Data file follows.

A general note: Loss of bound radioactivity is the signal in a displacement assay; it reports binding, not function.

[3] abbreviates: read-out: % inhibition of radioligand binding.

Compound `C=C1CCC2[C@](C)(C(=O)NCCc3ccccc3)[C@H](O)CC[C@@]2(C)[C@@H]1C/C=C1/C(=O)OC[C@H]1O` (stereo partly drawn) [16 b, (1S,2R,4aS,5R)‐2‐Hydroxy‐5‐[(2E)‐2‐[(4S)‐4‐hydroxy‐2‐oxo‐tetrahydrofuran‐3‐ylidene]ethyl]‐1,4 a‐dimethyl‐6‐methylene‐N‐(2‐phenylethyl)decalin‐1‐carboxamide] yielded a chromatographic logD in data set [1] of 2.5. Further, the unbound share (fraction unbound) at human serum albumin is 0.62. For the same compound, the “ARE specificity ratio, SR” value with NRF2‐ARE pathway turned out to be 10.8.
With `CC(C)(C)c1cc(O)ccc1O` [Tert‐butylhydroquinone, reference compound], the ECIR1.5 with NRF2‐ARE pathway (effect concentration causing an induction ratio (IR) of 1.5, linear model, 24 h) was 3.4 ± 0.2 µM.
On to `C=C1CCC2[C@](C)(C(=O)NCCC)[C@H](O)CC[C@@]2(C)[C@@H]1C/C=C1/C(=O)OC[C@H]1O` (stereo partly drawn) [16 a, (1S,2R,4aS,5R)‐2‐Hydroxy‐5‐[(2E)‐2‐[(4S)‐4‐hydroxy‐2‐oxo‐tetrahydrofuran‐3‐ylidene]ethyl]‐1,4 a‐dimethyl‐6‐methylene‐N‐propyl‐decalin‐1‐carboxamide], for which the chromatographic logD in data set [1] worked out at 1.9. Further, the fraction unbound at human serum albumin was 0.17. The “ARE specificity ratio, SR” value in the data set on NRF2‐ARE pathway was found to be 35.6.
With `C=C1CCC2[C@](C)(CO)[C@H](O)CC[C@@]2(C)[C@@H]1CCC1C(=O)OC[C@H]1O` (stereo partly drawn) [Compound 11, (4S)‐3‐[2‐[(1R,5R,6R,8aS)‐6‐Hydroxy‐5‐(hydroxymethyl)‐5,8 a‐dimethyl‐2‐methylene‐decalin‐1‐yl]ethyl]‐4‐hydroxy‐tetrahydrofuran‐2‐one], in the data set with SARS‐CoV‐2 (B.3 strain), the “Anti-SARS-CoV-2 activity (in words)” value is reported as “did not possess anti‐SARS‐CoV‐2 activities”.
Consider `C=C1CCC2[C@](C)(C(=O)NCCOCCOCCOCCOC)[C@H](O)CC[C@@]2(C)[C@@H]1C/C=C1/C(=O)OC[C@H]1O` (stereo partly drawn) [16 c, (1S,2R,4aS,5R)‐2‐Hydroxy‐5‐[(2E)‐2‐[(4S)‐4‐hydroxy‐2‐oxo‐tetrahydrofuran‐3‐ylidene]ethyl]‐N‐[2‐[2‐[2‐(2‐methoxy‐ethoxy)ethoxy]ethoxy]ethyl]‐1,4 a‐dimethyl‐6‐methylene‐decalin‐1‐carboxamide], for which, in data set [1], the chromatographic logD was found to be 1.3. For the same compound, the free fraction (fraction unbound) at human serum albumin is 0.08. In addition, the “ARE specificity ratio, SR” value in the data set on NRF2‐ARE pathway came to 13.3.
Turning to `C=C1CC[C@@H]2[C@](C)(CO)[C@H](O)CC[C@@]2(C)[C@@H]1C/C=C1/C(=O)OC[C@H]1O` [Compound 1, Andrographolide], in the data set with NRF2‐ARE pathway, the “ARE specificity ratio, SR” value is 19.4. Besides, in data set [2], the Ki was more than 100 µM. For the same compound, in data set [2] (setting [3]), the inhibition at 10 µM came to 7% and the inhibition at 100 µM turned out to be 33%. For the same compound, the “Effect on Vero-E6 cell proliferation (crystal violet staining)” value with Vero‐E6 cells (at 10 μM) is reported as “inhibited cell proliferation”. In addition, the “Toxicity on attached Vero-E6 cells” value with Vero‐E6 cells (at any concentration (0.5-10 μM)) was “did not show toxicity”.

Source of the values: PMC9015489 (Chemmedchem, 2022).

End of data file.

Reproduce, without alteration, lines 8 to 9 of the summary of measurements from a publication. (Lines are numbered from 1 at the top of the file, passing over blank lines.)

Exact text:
Turning to `C=C1CC[C@@H]2[C@](C)(CO)[C@H](O)CC[C@@]2(C)[C@@H]1C/C=C1/C(=O)OC[C@H]1O` [Compound 1, Andrographolide], in the data set with NRF2‐ARE pathway, the “ARE specificity ratio, SR” value is 19.4. Besides, in data set [2], the Ki was more than 100 µM. For the same compound, in data set [2] (setting [3]), the inhibition at 10 µM came to 7% and the inhibition at 100 µM turned out to be 33%. For the same compound, the “Effect on Vero-E6 cell proliferation (crystal violet staining)” value with Vero‐E6 cells (at 10 μM) is reported as “inhibited cell proliferation”. In addition, the “Toxicity on attached Vero-E6 cells” value with Vero‐E6 cells (at any concentration (0.5-10 μM)) was “did not show toxicity”.

Source of the values: PMC9015489 (Chemmedchem, 2022).